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Offline WellRoundedIndividual

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Re: North star (well not really on a flat earth)
« Reply #7 on: March 22, 2019, 03:52:42 PM »
This topic has already been covered and has sat in the forum for almost a year with no refutations.

https://forum.tfes.org/index.php?topic=9410.0

(I find it funny that I found this topic doing a google search for "photographs of the north star in the southern hemisphere").

It is possible to see the north star in the southern hemisphere, though, but only if you are at extremely high elevations - such as the peak of Chimborazo.
« Last Edit: March 22, 2019, 03:54:37 PM by WellRoundedIndividual »
BobLawBlah.

manicminer

Re: North star (well not really on a flat earth)
« Reply #8 on: March 22, 2019, 04:54:08 PM »
It would have to be at high elevation because the both celestial poles are on the north and south respective horizons as seen from the equator. Lots of atmospheric extinction at the horizon level so the visibility of Polaris will be very much diminished even before you get to the equator.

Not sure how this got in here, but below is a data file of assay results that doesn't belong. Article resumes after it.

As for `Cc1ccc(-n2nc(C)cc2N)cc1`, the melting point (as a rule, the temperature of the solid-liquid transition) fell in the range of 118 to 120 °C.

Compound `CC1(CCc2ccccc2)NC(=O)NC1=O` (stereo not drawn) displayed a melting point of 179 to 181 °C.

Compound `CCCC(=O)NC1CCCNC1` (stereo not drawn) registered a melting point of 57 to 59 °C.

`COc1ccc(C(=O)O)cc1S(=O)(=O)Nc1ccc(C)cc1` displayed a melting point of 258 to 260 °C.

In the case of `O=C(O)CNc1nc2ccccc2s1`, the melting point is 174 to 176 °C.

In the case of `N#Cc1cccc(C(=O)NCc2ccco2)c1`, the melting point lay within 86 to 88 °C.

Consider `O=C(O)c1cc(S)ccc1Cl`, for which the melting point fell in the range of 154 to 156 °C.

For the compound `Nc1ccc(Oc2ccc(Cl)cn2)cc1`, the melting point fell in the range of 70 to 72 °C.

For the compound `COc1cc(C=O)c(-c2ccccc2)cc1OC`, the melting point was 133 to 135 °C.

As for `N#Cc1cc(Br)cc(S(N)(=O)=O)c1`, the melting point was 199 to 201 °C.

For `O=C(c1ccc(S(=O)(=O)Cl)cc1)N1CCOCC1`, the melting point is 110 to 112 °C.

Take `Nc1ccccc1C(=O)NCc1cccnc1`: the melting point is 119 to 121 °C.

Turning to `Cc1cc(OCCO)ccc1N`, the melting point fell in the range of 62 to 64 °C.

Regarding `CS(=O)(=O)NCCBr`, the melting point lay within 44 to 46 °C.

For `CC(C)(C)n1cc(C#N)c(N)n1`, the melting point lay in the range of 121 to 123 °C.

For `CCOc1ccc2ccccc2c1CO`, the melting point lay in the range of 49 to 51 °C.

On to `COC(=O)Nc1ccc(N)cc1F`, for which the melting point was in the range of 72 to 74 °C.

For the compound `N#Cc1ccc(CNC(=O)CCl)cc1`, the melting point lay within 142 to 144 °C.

« Last Edit: March 22, 2019, 04:59:51 PM by manicminer »

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Offline QED

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Re: North star (well not really on a flat earth)
« Reply #9 on: March 22, 2019, 04:55:06 PM »
You're telling me that is slowly fades away as you go from the northern parts of the world to the southern? Where is your evidence it does this?

No, you don’t get to turn this around. I didn’t claim anything. YOU claimed that it suddenly vanishes. It’s  not my problem to prove you wrong, you have to prove yourself correct.

Do proceed.
The fact.that it's an old equation without good.demonstration of the underlying mechamism behind it makes.it more invalid, not more valid!

- Tom Bishop

We try to represent FET in a model-agnostic way

- Pete Svarrior